Is the Madrid Protocol always the right approach for foreign trade mark applicant/s in Australia?

Maybe Not. Here is a case study based on the experience of a foreign trade mark applicant who approached one of our Trade Mark Attorneys for assistance.

Kellie Jukkola was recently approached by an overseas Associate representing a foreign applicant to review objections against an International Registration Designating Australia (IRDA).  The examination report raised several issues, including distinctiveness objections against goods in class 18, as well as an earlier registration cited as a barrier to acceptance of the underlying client’s class 25 goods.

An initial review of the objections led us to advise our Associate that the class 18 objections could be easily overcome by specification amendment. However, the citation affecting class 25 was more problematic.

Our Associate advised that their client was looking to launch its products (particularly the class 18 goods) in Australia as soon as possible.

Our brief searches suggested that the brand, the subject of the cited registration may have remained in use, albeit in a different form to its registration.  This ‘incorrect’ form of use raised the possibility of instituting non-use proceedings, either in conjunction with or as an alternative to seeking consent from the prior owner. In either case, it was clear that the class 25 objections would likely not be dealt with quickly.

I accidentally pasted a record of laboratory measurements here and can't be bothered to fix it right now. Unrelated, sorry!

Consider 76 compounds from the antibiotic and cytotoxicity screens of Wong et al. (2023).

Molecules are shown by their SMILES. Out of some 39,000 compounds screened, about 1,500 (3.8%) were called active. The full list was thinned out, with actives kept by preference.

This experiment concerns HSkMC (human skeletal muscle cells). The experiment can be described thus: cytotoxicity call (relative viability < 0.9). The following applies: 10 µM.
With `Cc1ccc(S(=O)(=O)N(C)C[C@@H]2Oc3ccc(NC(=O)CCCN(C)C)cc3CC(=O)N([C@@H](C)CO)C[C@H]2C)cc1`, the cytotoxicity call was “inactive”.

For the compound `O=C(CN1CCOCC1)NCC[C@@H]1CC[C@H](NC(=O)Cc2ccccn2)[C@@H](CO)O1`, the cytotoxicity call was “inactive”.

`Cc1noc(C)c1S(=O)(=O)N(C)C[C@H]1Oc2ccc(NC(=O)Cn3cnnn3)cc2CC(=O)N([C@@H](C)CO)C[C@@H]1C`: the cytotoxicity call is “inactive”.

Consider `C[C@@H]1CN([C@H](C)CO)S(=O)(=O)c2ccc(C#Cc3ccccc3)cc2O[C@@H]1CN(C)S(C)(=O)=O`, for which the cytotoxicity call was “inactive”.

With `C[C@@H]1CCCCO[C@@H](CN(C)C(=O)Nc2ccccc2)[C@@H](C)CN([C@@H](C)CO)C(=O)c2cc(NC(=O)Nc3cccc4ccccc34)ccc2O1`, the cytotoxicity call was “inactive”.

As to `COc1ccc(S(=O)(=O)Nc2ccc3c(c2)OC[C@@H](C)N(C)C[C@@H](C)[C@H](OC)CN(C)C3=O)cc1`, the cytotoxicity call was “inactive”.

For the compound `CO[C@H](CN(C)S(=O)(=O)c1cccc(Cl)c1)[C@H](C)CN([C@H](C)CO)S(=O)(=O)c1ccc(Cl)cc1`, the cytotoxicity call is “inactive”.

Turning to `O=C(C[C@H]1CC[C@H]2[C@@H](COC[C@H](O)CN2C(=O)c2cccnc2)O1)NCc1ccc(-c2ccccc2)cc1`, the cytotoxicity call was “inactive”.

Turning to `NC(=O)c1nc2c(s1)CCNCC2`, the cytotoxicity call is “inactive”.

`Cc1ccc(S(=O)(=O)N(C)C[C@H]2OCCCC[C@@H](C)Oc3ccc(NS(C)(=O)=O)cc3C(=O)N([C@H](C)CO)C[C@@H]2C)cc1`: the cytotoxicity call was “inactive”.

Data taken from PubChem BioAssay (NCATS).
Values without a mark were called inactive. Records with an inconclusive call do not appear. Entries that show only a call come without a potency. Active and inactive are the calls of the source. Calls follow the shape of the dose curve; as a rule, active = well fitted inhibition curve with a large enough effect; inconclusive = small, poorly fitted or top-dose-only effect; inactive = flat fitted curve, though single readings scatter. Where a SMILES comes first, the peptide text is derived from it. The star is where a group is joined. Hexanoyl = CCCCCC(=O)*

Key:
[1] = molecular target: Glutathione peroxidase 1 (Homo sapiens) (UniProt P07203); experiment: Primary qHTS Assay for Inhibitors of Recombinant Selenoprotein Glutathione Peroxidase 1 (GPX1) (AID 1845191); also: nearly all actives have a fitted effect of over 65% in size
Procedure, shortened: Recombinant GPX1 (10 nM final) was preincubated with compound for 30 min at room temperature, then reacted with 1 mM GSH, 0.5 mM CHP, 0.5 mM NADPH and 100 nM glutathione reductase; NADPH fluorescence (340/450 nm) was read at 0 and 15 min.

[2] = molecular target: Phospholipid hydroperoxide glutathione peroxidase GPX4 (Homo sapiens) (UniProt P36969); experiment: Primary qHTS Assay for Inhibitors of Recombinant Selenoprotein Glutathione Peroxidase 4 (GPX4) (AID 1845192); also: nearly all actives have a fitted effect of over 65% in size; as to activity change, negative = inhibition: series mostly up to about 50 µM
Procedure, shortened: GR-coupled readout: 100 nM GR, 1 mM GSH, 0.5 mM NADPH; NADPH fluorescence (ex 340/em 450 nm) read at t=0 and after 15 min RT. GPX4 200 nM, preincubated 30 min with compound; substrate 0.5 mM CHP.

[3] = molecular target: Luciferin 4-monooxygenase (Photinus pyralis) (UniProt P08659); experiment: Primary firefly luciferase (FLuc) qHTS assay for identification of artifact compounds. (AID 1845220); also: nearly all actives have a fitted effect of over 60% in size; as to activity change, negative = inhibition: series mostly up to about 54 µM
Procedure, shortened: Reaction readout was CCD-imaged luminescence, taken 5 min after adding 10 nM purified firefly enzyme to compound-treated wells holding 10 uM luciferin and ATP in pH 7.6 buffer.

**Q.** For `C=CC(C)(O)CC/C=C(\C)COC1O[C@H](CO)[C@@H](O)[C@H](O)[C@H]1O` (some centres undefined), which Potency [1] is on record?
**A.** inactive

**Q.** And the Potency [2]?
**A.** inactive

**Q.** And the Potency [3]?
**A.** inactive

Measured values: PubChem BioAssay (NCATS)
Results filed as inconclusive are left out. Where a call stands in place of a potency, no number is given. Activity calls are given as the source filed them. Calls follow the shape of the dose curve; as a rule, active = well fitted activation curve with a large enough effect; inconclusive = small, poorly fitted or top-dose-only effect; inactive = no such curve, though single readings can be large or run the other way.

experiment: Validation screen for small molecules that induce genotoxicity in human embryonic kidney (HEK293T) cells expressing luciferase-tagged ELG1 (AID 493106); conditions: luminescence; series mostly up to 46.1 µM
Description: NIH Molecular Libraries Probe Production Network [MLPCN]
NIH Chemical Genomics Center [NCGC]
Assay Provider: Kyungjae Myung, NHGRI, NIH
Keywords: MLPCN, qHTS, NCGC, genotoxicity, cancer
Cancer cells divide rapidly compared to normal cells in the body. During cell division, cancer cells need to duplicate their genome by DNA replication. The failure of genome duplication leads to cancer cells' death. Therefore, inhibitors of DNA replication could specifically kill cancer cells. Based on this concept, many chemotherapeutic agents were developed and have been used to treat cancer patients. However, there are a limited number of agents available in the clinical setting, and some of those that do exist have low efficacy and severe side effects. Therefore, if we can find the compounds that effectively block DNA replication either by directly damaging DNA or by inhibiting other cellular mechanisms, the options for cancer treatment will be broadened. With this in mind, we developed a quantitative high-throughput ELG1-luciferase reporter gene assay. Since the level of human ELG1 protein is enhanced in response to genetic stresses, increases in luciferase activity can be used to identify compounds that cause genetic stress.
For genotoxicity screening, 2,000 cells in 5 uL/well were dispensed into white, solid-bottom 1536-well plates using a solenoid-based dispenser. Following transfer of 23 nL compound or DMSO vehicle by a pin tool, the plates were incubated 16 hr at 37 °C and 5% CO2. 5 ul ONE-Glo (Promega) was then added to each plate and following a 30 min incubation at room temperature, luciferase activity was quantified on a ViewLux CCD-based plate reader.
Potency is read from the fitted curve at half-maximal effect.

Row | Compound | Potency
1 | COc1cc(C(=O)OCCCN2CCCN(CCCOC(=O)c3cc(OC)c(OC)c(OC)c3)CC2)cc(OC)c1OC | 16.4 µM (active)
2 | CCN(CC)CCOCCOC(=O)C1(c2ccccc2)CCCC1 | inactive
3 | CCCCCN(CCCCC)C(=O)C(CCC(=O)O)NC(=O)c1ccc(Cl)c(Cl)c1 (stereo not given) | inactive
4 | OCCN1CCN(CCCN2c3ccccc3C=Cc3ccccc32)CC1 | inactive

Given that the client’s intent to launch their class 18 goods in Australia as soon as possible was imminent, our advice in this case was to remove class 25 from the IRDA and file a fresh, national application for the class 25 goods. This approach would allow protection of the client’s class 18 goods to be extended into Australia, providing the client with a degree of comfort when launching its class 18 goods. Moreover, the client would have some additional time to deal with the outstanding issues in respect of the class 25 goods without holding up registration of the class 18 goods which were to be launched soon.

 Unfortunately for the foreign applicant in this case, it is not currently possible to file divisional applications in respect of IRDAs. The availability of this option would have avoided the need to file a fresh application for the client’s class 25 goods.

Proposed changes to Common Regulations under the Madrid Agreement will come into force in early 2019, as a result of which IP Australia will be obliged to amend the Trade Marks Act 1995 and related regulations to allow for the division of IRDAs.

IP Australia has indicated an intention to make the necessary changes before the end of 2020. In the meantime, where a client has strict commercial deadlines, it may be prudent to file a national application in Australia to ensure the full breadth of options for dealing with potential objections is available, including the filing of divisional applications without a loss of priority.

What should you do?

If you are a foreign trade mark applicant (or a foreign associate with a client) who is looking to protect a trade mark in respect of goods that are due to be launched in the immediate future, then filing directly into Australia may be more preferable than an IRDA.

Please do not hesitate to contact our trade mark attorneys should you require any additional information, or email [email protected].



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